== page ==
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Publication - Professor Stan Zammit

    Longitudinal Population Subgroups of CRP and Risk of Depression in the ALSPAC birth cohort

    Citation

    Osimo, EF, Stochl, J, Zammit, S, Lewis, G, Jones, PB & Khandaker, GM, 2019, ‘Longitudinal Population Subgroups of CRP and Risk of Depression in the ALSPAC birth cohort’. Comprehensive Psychiatry, vol 96.

    Abstract

    Background
    Meta-analyses confirm increased circulating C-reactive protein (CRP) levels in depression. Longitudinal studies have linked one-off measurements of CRP at baseline with increased risk of developing depressive symptoms subsequently at follow-up, but studies with repeat CRP measures from the same individuals are scarce.

    Methods
    We have examined whether longitudinal patterns of inflammation, based on three CRP measurements from childhood to early-adulthood, are associated with the risk of depression in early-adulthood in the Avon Longitudinal Study of Parents and Children, a prospective birth cohort.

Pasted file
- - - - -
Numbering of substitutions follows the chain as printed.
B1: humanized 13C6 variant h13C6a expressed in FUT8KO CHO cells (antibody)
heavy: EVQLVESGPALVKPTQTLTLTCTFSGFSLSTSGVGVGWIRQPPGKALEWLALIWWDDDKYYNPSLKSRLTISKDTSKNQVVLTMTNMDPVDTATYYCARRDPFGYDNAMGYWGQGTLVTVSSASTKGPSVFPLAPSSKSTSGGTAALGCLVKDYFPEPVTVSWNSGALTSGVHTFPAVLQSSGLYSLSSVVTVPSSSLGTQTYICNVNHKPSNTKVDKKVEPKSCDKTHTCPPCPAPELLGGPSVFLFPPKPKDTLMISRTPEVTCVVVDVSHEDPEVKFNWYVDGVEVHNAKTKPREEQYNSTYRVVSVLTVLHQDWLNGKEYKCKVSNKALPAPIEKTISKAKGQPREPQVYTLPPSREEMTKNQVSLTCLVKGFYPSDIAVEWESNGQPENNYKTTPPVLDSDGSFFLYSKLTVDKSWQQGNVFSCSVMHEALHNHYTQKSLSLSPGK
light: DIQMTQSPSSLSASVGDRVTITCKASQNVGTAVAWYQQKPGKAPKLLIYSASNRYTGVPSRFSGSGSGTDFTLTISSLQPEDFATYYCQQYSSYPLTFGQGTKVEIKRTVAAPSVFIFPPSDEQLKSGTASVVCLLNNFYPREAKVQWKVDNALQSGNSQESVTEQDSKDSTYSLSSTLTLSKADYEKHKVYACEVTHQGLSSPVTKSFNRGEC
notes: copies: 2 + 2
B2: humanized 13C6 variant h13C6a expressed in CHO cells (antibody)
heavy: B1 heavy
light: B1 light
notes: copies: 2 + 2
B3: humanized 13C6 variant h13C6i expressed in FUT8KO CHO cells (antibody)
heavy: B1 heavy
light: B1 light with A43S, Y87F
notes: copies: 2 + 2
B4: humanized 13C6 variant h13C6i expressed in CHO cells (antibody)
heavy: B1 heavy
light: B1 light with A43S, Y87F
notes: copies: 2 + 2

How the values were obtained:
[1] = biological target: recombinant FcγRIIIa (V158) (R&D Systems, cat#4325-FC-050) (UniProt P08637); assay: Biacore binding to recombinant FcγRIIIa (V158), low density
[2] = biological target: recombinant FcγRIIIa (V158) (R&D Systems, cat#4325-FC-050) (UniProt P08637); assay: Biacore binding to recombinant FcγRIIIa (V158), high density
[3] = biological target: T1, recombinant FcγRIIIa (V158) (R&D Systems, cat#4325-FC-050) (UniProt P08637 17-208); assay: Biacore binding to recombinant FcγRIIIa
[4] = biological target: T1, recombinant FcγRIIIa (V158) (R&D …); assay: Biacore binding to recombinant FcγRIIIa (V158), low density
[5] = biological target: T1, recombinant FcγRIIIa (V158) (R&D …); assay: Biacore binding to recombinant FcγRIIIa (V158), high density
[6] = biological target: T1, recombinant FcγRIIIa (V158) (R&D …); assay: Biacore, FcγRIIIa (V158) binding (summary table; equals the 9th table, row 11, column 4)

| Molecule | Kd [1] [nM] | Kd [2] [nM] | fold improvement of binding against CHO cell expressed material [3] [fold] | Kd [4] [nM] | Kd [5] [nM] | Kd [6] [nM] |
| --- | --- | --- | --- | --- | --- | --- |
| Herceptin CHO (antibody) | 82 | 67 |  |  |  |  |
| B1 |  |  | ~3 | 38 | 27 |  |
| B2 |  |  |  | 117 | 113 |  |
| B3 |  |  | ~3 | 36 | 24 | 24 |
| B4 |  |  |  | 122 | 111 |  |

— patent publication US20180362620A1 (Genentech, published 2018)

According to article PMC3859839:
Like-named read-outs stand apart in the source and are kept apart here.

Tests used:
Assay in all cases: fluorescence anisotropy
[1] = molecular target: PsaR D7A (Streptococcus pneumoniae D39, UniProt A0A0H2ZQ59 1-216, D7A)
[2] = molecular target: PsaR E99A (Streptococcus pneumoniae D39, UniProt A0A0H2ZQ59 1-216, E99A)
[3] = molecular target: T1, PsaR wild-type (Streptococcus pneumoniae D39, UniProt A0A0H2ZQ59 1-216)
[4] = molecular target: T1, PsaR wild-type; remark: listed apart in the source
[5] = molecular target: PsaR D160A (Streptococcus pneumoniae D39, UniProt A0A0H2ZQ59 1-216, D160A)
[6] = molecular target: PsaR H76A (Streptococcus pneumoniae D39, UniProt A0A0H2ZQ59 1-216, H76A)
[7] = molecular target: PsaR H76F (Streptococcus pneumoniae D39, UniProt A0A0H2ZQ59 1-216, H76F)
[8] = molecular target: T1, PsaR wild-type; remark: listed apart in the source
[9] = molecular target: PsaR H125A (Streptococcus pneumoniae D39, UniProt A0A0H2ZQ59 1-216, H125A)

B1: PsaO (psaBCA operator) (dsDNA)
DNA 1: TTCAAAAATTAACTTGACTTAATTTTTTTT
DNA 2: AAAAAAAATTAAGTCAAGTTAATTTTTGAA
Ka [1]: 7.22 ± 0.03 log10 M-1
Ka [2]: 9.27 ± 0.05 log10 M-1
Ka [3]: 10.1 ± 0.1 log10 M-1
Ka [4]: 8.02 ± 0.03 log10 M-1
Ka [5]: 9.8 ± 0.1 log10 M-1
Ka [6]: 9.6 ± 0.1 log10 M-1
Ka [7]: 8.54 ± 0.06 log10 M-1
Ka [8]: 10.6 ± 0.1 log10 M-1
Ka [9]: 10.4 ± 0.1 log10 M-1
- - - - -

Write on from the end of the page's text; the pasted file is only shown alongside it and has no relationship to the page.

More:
Results
    Using Gaussian mixture modelling of available CRP data from age 9, 15 and 18 years, we identified four population clusters/sub-groups reflecting different longitudinal patterns of CRP: persistently low (N = 463, 29.5%); persistently high (N = 371, 24%); decreasing (N = 360, 23%); increasing (N = 367, 23.5%). The increasing group showed a steep increase in CRP levels between adolescence and early-adulthood. Participants in this group had a higher risk of moderate/severe depression at age 18 years, compared with those with persistently low CRP; adjusted odds ratio (OR) = 3.78 (95% Confidence Interval (CI), 1.46-9.81; p = 0.006). The odds of moderate/severe depression were also increased for the persistently high CRP group, but this was not statistically significant; OR = 2.54 (95% CI, 0.90-7.16).

    Limitations
    Repeat CRP measures were available for a subset, who may not be representative of all cohort participants.

    Conclusions
    The results suggest that an increasing pattern of inflammation from adolescence to early-adulthood is associated with risk of depression in early-adulthood.

    Full details in the University publications repository